This past year I had the privilege of leading 5 fifth graders in the Food Rescue mission at Hinkle Creek Elementary School. What honestly started out as something to do "for" others ("for" a friend, "for"my son) quickly became something I was looking forward to on a weekly basis. You see, while the mission of Food Rescue is indeed something I support, and have passion for, the mission itself was not what got me excited. What got me excited was getting to know these 5 young people, learning what makes them excited, helping them learn things about themselves and what they are capable of, and helping them realize that their seemingly small efforts have tremendously big impact.
Let's take student 1...student 1 loved being around his friends, but the Kingdom of God was something new to this student. This student was now learning about things he had previously been unfamiliar with, and in a way & with people where it was completely safe and not awkward. Student 2 had to learn how to take something he had been surrounded by since infancy, and learn to articulate it in way that was "professional and easy to understand". Student 3 has a knack for organizing the details, and completing the smaller tasks. Student 3 ALSO was the student who seemed to connect the group when they were "out of sync". Student 4 was the "big picture" visionary...the leader or the group, in a sense. This student was able to take ideas, and turn them into action items that everyone could get behind. Student 5 was our "academic" and our "people pleaser". This was the student who wanted to be the leader, wanted to have all the ideas, and I think sometimes felt left out. I had to work with Student 5 to realize that the rest of the students needed her for balance, and support. She was, in fact, the glue that kept the group happy.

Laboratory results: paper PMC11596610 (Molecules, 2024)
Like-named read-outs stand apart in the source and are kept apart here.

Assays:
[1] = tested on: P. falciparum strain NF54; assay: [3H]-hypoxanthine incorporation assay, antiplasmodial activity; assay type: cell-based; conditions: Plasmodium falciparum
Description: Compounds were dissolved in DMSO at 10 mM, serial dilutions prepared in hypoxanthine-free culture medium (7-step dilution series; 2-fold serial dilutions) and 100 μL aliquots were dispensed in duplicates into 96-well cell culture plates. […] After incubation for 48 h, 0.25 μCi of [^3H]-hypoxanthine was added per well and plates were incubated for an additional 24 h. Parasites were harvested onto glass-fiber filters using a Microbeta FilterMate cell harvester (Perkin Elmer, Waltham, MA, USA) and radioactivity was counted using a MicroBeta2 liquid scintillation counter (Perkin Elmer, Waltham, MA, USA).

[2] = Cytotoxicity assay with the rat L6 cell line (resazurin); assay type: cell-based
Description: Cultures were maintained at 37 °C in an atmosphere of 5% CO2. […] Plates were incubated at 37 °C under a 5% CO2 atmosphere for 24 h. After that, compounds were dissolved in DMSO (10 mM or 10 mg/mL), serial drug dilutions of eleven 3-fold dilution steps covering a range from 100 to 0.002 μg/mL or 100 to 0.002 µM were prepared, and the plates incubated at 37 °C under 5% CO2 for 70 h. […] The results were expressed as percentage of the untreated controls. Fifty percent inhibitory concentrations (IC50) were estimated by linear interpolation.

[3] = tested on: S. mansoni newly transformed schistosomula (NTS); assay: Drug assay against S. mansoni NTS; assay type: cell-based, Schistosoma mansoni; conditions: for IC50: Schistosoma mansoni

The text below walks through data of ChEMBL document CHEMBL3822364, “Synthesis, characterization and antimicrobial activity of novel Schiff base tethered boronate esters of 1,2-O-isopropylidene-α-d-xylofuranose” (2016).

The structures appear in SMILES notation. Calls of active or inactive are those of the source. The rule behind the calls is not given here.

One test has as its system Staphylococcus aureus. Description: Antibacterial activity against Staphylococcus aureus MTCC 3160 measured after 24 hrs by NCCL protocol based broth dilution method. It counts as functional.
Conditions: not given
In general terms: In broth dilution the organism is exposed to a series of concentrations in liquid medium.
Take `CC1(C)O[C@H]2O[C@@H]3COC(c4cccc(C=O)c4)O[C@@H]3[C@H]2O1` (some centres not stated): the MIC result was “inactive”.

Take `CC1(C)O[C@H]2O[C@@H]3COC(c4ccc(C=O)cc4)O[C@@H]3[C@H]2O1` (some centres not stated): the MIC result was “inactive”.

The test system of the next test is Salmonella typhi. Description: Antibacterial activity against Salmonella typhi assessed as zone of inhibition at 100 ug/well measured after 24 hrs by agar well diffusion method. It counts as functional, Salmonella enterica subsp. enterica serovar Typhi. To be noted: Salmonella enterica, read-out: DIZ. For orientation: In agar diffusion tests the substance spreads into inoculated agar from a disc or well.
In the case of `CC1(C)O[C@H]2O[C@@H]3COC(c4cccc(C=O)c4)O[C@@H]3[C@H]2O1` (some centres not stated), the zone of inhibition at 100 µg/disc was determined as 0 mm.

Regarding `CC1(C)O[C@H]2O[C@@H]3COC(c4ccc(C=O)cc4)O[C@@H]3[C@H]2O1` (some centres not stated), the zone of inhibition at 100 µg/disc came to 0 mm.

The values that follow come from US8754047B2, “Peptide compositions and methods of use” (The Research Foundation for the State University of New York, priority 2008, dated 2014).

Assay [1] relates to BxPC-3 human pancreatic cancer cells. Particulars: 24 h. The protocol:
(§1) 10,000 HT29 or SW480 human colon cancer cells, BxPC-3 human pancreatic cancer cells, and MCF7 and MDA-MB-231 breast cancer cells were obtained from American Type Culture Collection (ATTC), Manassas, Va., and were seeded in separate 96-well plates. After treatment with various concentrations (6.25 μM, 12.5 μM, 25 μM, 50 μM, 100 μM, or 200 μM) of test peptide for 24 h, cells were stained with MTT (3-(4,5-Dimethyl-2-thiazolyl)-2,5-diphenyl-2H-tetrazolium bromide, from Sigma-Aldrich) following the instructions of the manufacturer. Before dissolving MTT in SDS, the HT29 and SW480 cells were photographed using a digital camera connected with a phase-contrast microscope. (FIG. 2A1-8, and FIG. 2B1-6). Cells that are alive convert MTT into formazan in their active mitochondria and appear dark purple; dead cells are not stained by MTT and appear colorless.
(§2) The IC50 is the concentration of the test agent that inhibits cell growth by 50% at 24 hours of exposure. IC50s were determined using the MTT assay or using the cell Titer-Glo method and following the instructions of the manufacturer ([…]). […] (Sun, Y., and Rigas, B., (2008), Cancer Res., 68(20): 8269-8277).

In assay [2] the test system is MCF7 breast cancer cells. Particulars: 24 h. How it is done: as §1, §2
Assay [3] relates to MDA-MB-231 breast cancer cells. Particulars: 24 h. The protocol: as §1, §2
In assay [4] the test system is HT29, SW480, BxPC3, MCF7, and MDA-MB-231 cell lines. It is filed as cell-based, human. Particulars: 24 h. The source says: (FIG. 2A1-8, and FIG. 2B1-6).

You may be asking what all this actually has to do with the Food Rescue project. Well...it was the realization that this K12 Food Rescue mission is SO MUCH BIGGER that saving the food, and helping the landfills. While I "knew" that the S.L.E.I. was a great thing, I didn't really "get" how great it was. So, speaking from one adult to another...if you have thought about supporting students in your school in this program, I would tell you that you should do it, and do it now! The opportunity for these kids to begin realizing their strengths, and to apply them in a "real world" scenario is so amazingly powerful. I remain in awe of what I know these 5 can accomplish in their lives, and am filled with excited anticipation to see where they go.